Watermarks and signatures on photos. When, where and why?

I’ve been having a dilemma. Should I put watermarks and signatures on my digital and printed photos. At what places and in what occasions.

There are many problems here that I think every photographer solves for himself but it’s often wrong.

Let’s break it down into two categories printed works and digital works.

Printed works

Obviously with printed works I don’t put any watermarks across the images but my dilemma is with signatures. And with printed works it’s not the question of protecting the work but about what’s better looking, better practice and what adds or decreases the value of the final product.

As a no-name photographer, should I put my signature digitally on the front of the image (left or right corner) or should I sign it at the back and leave the front of the print clean?

Do I loose or gain any value by signing it at the front for everyone to see? Does it reduce from the experience?

Should I and what should I write on the back?

Digital images

Here the issue is mostly about protecting the work but also about branding. Images are often shared and reshared without a credit. Should one put a signature on every “pro” image shared online to increase it’s branding presence and establish his/her name or does that look amateurish?

Obviously when delivering images that to the client for selection I put a watermark at the middle of the image. And the final deliverable is a clean image without any watermark or signatures.

The issue is with websites and social media. Should I put a signature at the corner? Should I put a watermark at the corner? Should I put it in the middle of the image?

I’ve had images on social media with a signature in the lower right/left corner but that didn’t stop a company to steal it, crop it and start producing magnets, post cards etc. That’s when I removed everything.

Recently I’ve heard a suggestion that I should publish my work online without any watermarks or signatures and just call a lawyer to make me some larger sum of money when somebody steals my work. And that I should basically bait people to sue them later for a good sum. That was told to me by some lawyer. I find that idea repulsive but the guy has a point tho. If I’ve sued or just ha a lawyer send the invoice every time someone stole my work I could have probably earned more money then by selling digital images and prints. They did make money off of my work after all.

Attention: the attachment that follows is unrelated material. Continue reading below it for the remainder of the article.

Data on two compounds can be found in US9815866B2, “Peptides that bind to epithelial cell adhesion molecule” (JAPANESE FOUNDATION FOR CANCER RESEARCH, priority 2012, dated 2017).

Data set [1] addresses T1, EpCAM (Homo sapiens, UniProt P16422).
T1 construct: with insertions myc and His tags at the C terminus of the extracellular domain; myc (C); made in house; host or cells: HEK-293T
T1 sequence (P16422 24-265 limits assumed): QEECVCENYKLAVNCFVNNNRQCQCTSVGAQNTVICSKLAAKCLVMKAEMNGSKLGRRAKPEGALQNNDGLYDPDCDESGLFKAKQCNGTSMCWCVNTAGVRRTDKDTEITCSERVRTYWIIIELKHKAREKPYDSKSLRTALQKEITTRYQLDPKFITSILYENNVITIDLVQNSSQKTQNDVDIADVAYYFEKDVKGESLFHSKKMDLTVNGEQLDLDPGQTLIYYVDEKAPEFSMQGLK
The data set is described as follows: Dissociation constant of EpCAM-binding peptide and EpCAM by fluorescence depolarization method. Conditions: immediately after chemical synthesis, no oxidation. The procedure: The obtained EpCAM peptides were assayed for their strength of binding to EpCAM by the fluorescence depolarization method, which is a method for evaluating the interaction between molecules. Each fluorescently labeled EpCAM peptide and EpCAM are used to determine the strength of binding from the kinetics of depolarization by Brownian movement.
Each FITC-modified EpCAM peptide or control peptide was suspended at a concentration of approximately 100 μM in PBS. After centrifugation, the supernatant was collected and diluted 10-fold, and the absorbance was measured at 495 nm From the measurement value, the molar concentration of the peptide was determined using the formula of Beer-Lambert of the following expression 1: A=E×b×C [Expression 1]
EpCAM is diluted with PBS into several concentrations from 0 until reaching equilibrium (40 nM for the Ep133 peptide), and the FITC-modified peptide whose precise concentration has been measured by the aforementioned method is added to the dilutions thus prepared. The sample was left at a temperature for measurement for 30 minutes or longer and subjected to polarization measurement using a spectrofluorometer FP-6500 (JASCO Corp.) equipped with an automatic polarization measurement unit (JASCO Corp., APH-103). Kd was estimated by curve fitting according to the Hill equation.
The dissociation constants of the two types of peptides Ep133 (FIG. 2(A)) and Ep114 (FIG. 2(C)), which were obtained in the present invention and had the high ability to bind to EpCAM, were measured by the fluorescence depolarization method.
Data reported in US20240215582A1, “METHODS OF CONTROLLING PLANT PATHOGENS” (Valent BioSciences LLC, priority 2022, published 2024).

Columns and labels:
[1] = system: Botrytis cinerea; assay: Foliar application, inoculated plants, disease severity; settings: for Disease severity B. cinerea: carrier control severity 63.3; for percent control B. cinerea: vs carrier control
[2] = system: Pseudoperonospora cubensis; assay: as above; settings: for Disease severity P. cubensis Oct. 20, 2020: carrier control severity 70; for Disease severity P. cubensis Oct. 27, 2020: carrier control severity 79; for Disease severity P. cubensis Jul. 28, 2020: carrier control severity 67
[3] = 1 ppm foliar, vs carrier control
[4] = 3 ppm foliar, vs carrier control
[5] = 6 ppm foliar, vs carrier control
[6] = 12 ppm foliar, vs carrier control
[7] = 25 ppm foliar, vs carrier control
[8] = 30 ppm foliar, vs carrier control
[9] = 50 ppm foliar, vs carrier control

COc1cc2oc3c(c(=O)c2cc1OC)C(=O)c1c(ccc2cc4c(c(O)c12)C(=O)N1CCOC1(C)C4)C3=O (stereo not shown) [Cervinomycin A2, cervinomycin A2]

Also this issue seems to be the same in printed works, people buy your print, scan it or just take a picture with their phone and start using your image in their products.

What do you think? Is there some sort of established practice for this? I mean using signatures and watermarks, placement etc across various mediums? Would I be a bad person to basically post everything online and just have some guy suing and sending invoices to everyone? I was assured that most people pay up without the case ever going to court. And I’m talking like 4-5k eur per photo which is roughly half what a person makes here in a year.

Btw, this was told to me by a lawyer at some print shop and not the official consultation. I think he hangs around there and gives out cards to every photographer so he might be just baiting me and others :stuck_out_tongue:

Bonus issue

Now this one is a real head spinner for me but makes complete sense and a real danger in today’s world of IP as I understand it (with my little understanding of IP besides GPL, BSD, MIT and CC). I’ve heard recently that even a signature can be stolen and that if one is serious about it he must trademark it. Otherwise someone might take your signature, create a trademark and sue you.


It’s a balancing act. If the public doesn’t see your photos you won’t sell anything, but whenever a photo is out in the public there’s a chance someone will rip it off, sometimes just for a personal Facebook post, but sometimes for making products they sell at a profit.

For social media I put a copyright notice along the bottom of a photo, along with my email address. These are low resolution files, generally 800 or 1000 pixels on the short side, saved at about 70% jpeg quality. I’ll often make these posts public and even encourage people to share. After all, it’s free advertising, and I’ve made numerous sales from customers contacting me because of my email address right on the photos. Sure, somebody might rip it off and make a fridge magnet but that’s a trade off, and with the resolution they can’t do much more than that. Personally I don’t like copyright notices right in the middle of photos as it distracts from the beauty of the image, and sends a message to the client that you don’t trust him.